The data prompted President Joe Biden to again highlight his administration’s efforts to fight inflation, while speaking at an Illinois farm on Wednesday. It also reinforced expectations for the Fed to continue on an aggressive path of rate hikes and policy tightening. But it provided little salve to families already facing high costs at the grocery store and gas pump, or to investors burned by its effects in markets.

Read: What’s next for markets after inflation data fails to deliver ‘watershed moment’

“If the Fed with its access to real-time information and legions of staff Ph.D economists can’t confidently predict inflation rates, neither can anyone else,” Scott Knapp, chief market strategist at CUNA Mutual Group, said in emailed comments.

“It erred when it implied it could. Investors took their word for it and acted based on misplaced belief. This might seem like water under the bridge, but the implications of overconfidence live on,” he said.

See: Larger Fed rate hikes are likely on the table at next few meetings following April’s CPI, Jefferies says

Energy stocks rose 1.4%. Oil futures jumped, with the U.S. benchmark
closing up 6% to $105.71 a barrel after reports that COVID cases were easing in Beijing and Shanghai, driving hopes for an easing of restrictions and pressure on the global economy.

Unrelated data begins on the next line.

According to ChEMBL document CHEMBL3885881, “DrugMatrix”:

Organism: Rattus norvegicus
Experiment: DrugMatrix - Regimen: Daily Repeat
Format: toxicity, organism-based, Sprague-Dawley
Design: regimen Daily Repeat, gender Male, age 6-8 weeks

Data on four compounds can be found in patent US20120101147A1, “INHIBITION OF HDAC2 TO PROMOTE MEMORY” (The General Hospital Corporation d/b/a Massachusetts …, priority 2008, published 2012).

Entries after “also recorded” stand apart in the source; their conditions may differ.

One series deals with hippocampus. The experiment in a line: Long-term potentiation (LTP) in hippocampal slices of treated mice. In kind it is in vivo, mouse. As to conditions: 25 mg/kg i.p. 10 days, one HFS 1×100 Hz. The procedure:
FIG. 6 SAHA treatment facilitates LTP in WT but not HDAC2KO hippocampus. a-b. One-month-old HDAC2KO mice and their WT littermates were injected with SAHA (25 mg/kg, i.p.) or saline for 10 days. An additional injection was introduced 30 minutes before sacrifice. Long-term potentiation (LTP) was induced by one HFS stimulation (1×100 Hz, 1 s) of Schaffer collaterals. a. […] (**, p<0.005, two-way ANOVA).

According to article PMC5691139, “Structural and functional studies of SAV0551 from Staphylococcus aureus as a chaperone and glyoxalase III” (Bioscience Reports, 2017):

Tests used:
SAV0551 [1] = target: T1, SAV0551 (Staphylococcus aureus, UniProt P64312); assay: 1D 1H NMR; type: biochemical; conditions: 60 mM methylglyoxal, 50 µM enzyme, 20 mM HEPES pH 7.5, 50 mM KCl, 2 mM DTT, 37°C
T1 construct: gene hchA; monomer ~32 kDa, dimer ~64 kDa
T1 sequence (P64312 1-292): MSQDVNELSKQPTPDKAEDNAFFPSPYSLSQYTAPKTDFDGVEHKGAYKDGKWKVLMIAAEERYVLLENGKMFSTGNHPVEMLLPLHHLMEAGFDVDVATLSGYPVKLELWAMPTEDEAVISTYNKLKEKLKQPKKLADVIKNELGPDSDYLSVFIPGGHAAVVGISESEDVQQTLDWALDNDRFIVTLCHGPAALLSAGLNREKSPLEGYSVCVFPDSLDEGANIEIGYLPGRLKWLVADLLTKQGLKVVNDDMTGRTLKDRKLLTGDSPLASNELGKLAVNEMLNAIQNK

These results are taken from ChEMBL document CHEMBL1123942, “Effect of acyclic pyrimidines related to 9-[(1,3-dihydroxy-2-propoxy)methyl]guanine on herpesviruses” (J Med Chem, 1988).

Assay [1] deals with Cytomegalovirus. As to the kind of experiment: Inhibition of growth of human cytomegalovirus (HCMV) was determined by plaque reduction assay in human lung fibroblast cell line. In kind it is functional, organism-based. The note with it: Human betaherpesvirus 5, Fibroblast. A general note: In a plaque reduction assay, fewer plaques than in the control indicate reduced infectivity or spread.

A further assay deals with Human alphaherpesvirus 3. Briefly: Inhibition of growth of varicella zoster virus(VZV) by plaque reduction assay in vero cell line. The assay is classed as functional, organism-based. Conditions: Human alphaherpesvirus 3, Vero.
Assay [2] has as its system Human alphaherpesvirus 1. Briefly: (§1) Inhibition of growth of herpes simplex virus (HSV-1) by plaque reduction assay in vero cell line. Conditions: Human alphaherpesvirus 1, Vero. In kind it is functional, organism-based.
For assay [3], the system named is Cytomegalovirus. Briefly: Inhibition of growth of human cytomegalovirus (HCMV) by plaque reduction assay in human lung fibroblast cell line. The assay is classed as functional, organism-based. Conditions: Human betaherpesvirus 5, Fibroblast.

Separately, data showed China’s consumer-price index rose 2.1% in April from a year earlier, picking up from March’s 1.5% increase. The U.S. also posed a record $308 billion budget surplus in April as federal tax receipts surged, putting the government on a path to register a budget deficit in fiscal 2022 below $1 trillion for the first time since the start of the pandemic.

Treasury yields were mixed after the data, with that of the 10-year note
down 7.2 basis points to 2.918%. Rates volatility has led to a brutal start to the year for fixed income investors, putting total returns deeply in the red for most asset classes.

Read: Corporate America’s debt sinks to lowest prices since 2008. Could it be a canary in the coal mine?